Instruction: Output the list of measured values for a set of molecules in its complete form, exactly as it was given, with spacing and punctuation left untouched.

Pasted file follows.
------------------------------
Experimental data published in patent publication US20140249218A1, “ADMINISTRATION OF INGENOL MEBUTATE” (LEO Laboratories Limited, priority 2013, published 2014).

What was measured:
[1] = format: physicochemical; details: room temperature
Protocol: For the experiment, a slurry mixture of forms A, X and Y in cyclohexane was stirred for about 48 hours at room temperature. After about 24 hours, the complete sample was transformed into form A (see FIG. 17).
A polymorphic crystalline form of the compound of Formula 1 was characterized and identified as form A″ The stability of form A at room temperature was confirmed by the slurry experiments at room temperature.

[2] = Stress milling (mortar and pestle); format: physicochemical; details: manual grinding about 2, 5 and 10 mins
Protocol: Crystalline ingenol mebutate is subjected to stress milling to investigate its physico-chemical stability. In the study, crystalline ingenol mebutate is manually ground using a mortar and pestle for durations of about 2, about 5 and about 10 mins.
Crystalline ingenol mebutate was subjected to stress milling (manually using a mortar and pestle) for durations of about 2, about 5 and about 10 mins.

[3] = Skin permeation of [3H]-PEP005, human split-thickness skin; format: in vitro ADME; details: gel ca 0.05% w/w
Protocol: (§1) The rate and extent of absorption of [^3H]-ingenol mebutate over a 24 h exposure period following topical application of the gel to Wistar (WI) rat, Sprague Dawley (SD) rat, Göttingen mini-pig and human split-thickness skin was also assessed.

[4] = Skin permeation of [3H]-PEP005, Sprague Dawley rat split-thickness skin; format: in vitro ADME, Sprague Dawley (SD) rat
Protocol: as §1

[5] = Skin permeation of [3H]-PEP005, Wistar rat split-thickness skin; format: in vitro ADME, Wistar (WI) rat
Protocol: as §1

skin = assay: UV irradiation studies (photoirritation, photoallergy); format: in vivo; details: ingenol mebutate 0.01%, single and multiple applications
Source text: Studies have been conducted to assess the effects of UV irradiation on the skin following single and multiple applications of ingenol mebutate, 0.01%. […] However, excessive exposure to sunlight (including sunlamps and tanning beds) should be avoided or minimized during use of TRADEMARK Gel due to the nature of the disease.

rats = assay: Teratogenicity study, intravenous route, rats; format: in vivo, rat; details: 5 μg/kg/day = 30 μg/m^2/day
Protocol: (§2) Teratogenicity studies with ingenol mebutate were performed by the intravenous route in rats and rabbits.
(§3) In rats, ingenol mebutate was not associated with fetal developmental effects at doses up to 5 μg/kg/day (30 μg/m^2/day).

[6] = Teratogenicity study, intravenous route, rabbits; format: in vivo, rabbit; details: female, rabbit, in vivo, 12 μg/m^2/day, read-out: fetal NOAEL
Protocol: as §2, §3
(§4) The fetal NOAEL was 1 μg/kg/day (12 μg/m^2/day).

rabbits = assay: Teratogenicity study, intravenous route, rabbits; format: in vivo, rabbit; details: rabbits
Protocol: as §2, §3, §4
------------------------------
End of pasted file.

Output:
Experimental data published in patent publication US20140249218A1, “ADMINISTRATION OF INGENOL MEBUTATE” (LEO Laboratories Limited, priority 2013, published 2014).

What was measured:
[1] = format: physicochemical; details: room temperature
Protocol: For the experiment, a slurry mixture of forms A, X and Y in cyclohexane was stirred for about 48 hours at room temperature. After about 24 hours, the complete sample was transformed into form A (see FIG. 17).
A polymorphic crystalline form of the compound of Formula 1 was characterized and identified as form A″ The stability of form A at room temperature was confirmed by the slurry experiments at room temperature.

[2] = Stress milling (mortar and pestle); format: physicochemical; details: manual grinding about 2, 5 and 10 mins
Protocol: Crystalline ingenol mebutate is subjected to stress milling to investigate its physico-chemical stability. In the study, crystalline ingenol mebutate is manually ground using a mortar and pestle for durations of about 2, about 5 and about 10 mins.
Crystalline ingenol mebutate was subjected to stress milling (manually using a mortar and pestle) for durations of about 2, about 5 and about 10 mins.

[3] = Skin permeation of [3H]-PEP005, human split-thickness skin; format: in vitro ADME; details: gel ca 0.05% w/w
Protocol: (§1) The rate and extent of absorption of [^3H]-ingenol mebutate over a 24 h exposure period following topical application of the gel to Wistar (WI) rat, Sprague Dawley (SD) rat, Göttingen mini-pig and human split-thickness skin was also assessed.

[4] = Skin permeation of [3H]-PEP005, Sprague Dawley rat split-thickness skin; format: in vitro ADME, Sprague Dawley (SD) rat
Protocol: as §1

[5] = Skin permeation of [3H]-PEP005, Wistar rat split-thickness skin; format: in vitro ADME, Wistar (WI) rat
Protocol: as §1

skin = assay: UV irradiation studies (photoirritation, photoallergy); format: in vivo; details: ingenol mebutate 0.01%, single and multiple applications
Source text: Studies have been conducted to assess the effects of UV irradiation on the skin following single and multiple applications of ingenol mebutate, 0.01%. […] However, excessive exposure to sunlight (including sunlamps and tanning beds) should be avoided or minimized during use of TRADEMARK Gel due to the nature of the disease.

rats = assay: Teratogenicity study, intravenous route, rats; format: in vivo, rat; details: 5 μg/kg/day = 30 μg/m^2/day
Protocol: (§2) Teratogenicity studies with ingenol mebutate were performed by the intravenous route in rats and rabbits.
(§3) In rats, ingenol mebutate was not associated with fetal developmental effects at doses up to 5 μg/kg/day (30 μg/m^2/day).

[6] = Teratogenicity study, intravenous route, rabbits; format: in vivo, rabbit; details: female, rabbit, in vivo, 12 μg/m^2/day, read-out: fetal NOAEL
Protocol: as §2, §3
(§4) The fetal NOAEL was 1 μg/kg/day (12 μg/m^2/day).

rabbits = assay: Teratogenicity study, intravenous route, rabbits; format: in vivo, rabbit; details: rabbits
Protocol: as §2, §3, §4